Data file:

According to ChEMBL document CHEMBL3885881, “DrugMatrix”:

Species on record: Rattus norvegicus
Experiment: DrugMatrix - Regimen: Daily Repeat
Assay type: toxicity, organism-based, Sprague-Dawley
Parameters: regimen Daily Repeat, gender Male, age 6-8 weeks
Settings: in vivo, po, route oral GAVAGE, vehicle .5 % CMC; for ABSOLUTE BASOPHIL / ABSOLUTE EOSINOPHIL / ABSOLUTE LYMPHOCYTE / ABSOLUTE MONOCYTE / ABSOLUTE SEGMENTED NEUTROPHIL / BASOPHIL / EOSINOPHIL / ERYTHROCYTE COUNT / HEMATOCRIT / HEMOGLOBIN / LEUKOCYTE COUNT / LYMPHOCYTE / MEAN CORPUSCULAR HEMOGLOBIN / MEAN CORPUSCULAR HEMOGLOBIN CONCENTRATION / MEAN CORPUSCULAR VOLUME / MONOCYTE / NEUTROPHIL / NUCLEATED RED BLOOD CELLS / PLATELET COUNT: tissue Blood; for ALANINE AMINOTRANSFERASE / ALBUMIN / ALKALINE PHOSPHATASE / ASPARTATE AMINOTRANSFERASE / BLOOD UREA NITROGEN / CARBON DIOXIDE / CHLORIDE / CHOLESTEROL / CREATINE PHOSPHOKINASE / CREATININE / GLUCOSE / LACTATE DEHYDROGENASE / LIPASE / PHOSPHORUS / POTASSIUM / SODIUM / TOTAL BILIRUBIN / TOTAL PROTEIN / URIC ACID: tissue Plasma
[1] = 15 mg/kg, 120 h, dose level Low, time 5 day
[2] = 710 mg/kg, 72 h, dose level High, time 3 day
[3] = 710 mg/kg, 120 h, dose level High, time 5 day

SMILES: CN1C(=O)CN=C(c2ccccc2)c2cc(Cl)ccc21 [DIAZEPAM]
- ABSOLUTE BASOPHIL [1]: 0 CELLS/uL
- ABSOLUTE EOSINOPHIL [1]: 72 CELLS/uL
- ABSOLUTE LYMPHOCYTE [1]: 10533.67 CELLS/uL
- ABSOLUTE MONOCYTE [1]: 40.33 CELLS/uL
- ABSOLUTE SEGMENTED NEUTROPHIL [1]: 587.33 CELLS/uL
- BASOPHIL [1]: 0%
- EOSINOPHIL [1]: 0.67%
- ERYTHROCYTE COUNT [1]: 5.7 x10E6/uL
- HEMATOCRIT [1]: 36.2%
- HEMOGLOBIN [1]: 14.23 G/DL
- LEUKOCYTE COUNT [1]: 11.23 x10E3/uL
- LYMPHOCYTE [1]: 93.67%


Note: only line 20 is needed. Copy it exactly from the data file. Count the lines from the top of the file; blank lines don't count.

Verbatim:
- HEMOGLOBIN [1]: 14.23 G/DL